The beauty of the natural world has always touched us on a visceral level and examined in extreme close up. Lewin’s images dazzle our eye with their jewel-like colour and almost fetishistic macro detail. He was inspired by a book containing lithographs of Victorian pressed flowers he came across when staying with friends. “People find in these clusters all kinds of weird and wonderful things. Female genitalia, penises! It’s quite fascinating.” Seen in extreme close-up, the startling detail they offer can make us as feel we have somehow shrunk like Alice in Wonderland, while the blooms themselves have miraculously expanded.
In some pictures a very shallow field of focus makes the flowers appear to fly – while in others, the pin sharp focus of a macro lens allows us to contemplate their form and colour in the abstract.

But these images offer far more than simply a celebration of beauty. What gives the series it’s haunting edge is Lewin’s fascination with transience. For in addition to the untarnished perfection of the new bloom, these images record the first tinges of decay – the earliest intimations of mortality. In doing so he captures a paradox; fixed by celluloid, the ephemeral – the moment of transition from life to death – is fixed for ever. And as a result, in these elegiac and timeless portraits, we are able to stand for a moment and contemplate the impermanence of all living things. In exploring this theme, Lewin draws on a central preoccupation of both Eastern and Western philosophy. One thinks of Buddhism’s central tenet that all things must pass. Or of Keats and his preoccupation with the fleeting nature of beauty – in particular his famous line from ‘On Melancholy,’ “She dwells with beauty – beauty that must die.” And it is this underlying poignancy that remains with us long after we have turned away.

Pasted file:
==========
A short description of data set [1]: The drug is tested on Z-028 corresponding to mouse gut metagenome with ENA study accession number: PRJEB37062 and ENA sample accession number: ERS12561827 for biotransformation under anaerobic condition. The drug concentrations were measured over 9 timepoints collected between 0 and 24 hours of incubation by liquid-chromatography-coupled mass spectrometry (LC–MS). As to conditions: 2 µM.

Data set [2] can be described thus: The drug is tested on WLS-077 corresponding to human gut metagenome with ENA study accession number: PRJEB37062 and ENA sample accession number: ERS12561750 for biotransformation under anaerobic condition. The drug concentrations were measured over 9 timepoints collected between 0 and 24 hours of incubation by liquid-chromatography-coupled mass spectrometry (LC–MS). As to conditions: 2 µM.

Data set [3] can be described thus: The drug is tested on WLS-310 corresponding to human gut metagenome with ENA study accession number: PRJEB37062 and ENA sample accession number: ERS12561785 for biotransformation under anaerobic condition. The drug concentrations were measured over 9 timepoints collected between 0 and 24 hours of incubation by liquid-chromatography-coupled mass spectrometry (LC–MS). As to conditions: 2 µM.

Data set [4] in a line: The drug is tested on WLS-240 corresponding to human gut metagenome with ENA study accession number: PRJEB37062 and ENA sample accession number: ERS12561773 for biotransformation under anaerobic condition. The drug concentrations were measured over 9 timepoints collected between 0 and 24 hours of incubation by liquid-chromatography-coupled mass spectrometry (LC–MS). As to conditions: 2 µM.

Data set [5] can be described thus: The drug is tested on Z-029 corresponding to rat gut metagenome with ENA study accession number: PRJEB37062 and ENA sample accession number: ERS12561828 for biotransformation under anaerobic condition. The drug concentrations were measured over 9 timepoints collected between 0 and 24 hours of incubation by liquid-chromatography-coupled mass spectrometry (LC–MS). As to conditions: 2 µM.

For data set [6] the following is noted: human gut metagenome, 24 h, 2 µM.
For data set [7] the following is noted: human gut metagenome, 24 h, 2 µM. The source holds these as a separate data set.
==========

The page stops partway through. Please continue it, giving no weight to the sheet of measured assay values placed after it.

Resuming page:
These painterly images are perhaps too, in part a homage to the work of Irving Penn, who like Lewin was inspired by the Hasselblad. It’s a camera Lewin felt was particularly well suited to this series because of it’s square format and unrivalled ability to capture detail.

Nick Lewin is a celebrated and award winning film director whose illustrious career has encompassed not only a wealth of feted commercials, but also a feature film (The Bloody Chamber/Paramount Pictures) and a documentary film on modern ballet (Tzcuk). His countless awards, both in America and Europe, have included the British Television Advertising Awards, the Clios and the Art Directors Club. Lisa Bryer, Executive Producer of The Last King of Scotland describes him as “the best commercials director I’ve ever worked with – a creative genius.” He studied at the University of Aix-en Provence, before learning his craft as an editor at Elstree Studios and later for Ridley Scot Associates where he worked with Ridley and Tony Scott as well as Hugh Hudson.

Lewin began directing commercials in the late 70’s arriving just as they were in their creative heyday. It was a forum that was to furnish him with a unique opportunity to push the aesthetic and creative boundaries, facilitated by the kind of budgets in which genuine innovation and experimentation could flourish. Lewin soon became much sought after for his original eye. He is a lateral thinker who thrives on the challenge of a compressed narrative and his background as an editor has instilled in him a passion for film and a fascination with exploring – and pushing its possibilities. His films were hall marked by a desire to challenge prevailing notions of beauty and perfection and the desire to perpetually reach for a ground breaking aesthetic.

It was during this fertile period that he first formed his passionate interest in fine art photography and became increasingly fascinated by exploring inanimate objects in innovative ways. Manhole covers, street markings, street furniture and architecture have all been re configured under Lewin’s inventive lens. These pictures of flowers are the latest addition to this on-going series.

Lewin has resisted the increasingly ubiquitous use of the digital format, preferring to experiment over the years with a wide variety of film formats and cameras in what has amounted to an on-going and life-long love affair with the creative potential of celluloid.